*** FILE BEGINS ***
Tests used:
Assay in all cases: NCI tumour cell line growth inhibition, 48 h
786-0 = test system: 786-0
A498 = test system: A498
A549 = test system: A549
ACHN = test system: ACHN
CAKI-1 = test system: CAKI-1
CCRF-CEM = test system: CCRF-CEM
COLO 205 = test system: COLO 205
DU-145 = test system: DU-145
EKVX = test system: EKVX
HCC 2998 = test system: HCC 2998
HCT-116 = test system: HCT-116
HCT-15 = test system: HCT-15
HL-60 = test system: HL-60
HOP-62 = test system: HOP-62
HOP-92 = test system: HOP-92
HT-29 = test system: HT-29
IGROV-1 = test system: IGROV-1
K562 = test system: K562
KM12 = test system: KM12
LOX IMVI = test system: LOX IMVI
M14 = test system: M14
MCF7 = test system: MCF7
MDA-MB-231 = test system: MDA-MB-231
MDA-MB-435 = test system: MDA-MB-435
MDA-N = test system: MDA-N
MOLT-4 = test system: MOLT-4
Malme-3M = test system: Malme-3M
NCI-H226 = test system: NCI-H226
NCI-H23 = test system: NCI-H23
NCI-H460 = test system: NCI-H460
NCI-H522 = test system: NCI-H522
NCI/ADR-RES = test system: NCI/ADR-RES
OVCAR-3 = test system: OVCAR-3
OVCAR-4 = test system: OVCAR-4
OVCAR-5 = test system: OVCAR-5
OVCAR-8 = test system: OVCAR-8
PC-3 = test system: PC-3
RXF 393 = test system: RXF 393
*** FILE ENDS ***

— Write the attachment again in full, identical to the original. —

Tests used:
Assay in all cases: NCI tumour cell line growth inhibition, 48 h
786-0 = test system: 786-0
A498 = test system: A498
A549 = test system: A549
ACHN = test system: ACHN
CAKI-1 = test system: CAKI-1
CCRF-CEM = test system: CCRF-CEM
COLO 205 = test system: COLO 205
DU-145 = test system: DU-145
EKVX = test system: EKVX
HCC 2998 = test system: HCC 2998
HCT-116 = test system: HCT-116
HCT-15 = test system: HCT-15
HL-60 = test system: HL-60
HOP-62 = test system: HOP-62
HOP-92 = test system: HOP-92
HT-29 = test system: HT-29
IGROV-1 = test system: IGROV-1
K562 = test system: K562
KM12 = test system: KM12
LOX IMVI = test system: LOX IMVI
M14 = test system: M14
MCF7 = test system: MCF7
MDA-MB-231 = test system: MDA-MB-231
MDA-MB-435 = test system: MDA-MB-435
MDA-N = test system: MDA-N
MOLT-4 = test system: MOLT-4
Malme-3M = test system: Malme-3M
NCI-H226 = test system: NCI-H226
NCI-H23 = test system: NCI-H23
NCI-H460 = test system: NCI-H460
NCI-H522 = test system: NCI-H522
NCI/ADR-RES = test system: NCI/ADR-RES
OVCAR-3 = test system: OVCAR-3
OVCAR-4 = test system: OVCAR-4
OVCAR-5 = test system: OVCAR-5
OVCAR-8 = test system: OVCAR-8
PC-3 = test system: PC-3
RXF 393 = test system: RXF 393